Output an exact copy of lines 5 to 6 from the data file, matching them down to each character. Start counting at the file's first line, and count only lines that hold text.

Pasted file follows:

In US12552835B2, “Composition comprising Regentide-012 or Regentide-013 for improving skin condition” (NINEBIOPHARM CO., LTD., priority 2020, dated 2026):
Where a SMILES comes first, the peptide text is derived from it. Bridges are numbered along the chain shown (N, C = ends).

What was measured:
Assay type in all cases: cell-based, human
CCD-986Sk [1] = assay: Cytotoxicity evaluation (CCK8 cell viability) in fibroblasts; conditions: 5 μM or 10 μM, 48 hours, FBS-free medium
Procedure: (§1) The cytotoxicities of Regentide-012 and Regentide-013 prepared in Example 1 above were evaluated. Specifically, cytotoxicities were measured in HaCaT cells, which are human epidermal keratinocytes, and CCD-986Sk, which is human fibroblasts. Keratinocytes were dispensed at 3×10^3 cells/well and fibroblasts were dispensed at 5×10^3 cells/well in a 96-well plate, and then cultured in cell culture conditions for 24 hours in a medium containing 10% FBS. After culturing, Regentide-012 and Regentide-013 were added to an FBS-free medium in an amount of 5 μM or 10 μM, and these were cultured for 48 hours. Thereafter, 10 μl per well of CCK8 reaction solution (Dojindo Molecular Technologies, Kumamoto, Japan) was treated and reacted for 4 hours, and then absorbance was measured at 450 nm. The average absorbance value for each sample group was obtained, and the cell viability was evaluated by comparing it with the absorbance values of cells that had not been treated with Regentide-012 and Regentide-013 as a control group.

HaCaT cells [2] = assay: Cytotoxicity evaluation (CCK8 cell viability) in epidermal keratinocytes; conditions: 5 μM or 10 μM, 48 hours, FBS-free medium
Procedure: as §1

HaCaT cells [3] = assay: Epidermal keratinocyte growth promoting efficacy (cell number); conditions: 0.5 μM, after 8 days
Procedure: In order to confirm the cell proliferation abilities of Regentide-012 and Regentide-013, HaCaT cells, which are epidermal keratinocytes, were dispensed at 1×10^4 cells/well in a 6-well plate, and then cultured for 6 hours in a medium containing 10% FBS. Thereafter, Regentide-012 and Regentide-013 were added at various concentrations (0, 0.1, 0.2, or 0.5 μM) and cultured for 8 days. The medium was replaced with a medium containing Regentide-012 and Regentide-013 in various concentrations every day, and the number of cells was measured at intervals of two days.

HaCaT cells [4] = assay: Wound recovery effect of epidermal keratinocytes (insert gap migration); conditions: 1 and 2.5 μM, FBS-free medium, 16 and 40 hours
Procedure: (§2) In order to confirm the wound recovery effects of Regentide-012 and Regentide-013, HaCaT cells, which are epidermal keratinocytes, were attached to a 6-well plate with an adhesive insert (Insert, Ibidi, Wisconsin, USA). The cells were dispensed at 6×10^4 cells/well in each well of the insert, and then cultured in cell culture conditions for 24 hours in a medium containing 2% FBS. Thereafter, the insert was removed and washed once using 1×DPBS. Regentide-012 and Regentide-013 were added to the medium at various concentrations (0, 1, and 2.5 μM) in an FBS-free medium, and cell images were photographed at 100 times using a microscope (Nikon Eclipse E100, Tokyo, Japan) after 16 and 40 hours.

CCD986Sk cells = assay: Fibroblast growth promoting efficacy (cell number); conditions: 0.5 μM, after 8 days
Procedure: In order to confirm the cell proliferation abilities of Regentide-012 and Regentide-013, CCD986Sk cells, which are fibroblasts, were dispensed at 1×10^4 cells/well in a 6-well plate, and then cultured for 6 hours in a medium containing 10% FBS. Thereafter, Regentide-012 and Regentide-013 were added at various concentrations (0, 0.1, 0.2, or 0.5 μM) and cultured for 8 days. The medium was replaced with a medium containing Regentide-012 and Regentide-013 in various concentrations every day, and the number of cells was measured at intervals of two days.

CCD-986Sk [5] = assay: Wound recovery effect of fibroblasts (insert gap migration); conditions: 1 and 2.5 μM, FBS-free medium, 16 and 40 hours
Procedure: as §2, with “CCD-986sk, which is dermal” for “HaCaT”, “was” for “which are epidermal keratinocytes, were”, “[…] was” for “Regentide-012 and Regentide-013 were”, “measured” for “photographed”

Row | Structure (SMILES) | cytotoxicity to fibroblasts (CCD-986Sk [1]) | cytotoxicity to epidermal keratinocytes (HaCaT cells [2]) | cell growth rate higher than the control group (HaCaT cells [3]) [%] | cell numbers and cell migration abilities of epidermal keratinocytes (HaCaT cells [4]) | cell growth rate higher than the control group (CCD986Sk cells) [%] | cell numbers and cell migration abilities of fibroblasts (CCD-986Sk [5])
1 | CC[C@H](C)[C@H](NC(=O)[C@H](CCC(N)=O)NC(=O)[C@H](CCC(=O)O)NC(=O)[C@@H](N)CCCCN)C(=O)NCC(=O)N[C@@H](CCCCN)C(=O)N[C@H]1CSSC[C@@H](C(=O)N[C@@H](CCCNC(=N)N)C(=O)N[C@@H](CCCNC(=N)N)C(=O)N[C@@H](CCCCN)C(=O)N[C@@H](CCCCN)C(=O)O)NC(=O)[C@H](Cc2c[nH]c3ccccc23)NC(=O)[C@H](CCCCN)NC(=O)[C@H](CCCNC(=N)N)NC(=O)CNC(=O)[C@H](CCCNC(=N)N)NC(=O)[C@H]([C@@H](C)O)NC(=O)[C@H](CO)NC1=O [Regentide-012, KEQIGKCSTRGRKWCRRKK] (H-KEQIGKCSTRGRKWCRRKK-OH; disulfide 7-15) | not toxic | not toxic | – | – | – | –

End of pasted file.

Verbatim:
CCD-986Sk [1] = assay: Cytotoxicity evaluation (CCK8 cell viability) in fibroblasts; conditions: 5 μM or 10 μM, 48 hours, FBS-free medium
Procedure: (§1) The cytotoxicities of Regentide-012 and Regentide-013 prepared in Example 1 above were evaluated. Specifically, cytotoxicities were measured in HaCaT cells, which are human epidermal keratinocytes, and CCD-986Sk, which is human fibroblasts. Keratinocytes were dispensed at 3×10^3 cells/well and fibroblasts were dispensed at 5×10^3 cells/well in a 96-well plate, and then cultured in cell culture conditions for 24 hours in a medium containing 10% FBS. After culturing, Regentide-012 and Regentide-013 were added to an FBS-free medium in an amount of 5 μM or 10 μM, and these were cultured for 48 hours. Thereafter, 10 μl per well of CCK8 reaction solution (Dojindo Molecular Technologies, Kumamoto, Japan) was treated and reacted for 4 hours, and then absorbance was measured at 450 nm. The average absorbance value for each sample group was obtained, and the cell viability was evaluated by comparing it with the absorbance values of cells that had not been treated with Regentide-012 and Regentide-013 as a control group.